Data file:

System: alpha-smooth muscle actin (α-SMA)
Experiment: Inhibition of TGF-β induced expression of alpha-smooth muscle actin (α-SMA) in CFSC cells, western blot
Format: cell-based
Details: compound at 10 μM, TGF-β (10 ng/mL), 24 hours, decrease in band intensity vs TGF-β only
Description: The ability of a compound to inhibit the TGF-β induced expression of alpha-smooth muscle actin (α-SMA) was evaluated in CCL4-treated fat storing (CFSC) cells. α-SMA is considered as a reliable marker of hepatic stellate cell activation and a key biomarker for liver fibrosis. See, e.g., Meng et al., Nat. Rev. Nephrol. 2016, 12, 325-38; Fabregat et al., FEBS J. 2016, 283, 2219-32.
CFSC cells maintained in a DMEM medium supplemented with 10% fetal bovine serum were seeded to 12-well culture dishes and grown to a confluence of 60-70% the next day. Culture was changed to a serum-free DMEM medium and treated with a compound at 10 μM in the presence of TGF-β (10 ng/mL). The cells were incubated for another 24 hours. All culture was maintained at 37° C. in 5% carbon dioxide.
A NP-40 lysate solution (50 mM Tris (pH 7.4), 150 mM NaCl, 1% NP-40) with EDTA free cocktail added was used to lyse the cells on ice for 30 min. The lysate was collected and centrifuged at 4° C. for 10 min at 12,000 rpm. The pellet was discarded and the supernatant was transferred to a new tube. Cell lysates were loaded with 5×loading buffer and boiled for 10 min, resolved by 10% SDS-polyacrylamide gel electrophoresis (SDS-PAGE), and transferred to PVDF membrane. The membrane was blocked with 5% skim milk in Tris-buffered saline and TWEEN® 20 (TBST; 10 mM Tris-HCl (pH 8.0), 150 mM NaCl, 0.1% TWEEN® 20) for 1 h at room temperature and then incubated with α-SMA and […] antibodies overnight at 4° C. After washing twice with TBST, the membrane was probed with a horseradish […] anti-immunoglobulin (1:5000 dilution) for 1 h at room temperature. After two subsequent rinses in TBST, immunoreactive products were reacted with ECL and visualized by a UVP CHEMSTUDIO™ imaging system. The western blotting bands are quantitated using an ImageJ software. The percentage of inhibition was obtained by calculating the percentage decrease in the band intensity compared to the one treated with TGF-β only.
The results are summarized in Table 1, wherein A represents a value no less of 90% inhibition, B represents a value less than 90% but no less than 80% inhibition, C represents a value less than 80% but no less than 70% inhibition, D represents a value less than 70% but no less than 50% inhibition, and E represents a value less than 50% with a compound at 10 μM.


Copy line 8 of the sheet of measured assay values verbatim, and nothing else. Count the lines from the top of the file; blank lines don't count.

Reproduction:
The results are summarized in Table 1, wherein A represents a value no less of 90% inhibition, B represents a value less than 90% but no less than 80% inhibition, C represents a value less than 80% but no less than 70% inhibition, D represents a value less than 70% but no less than 50% inhibition, and E represents a value less than 50% with a compound at 10 μM.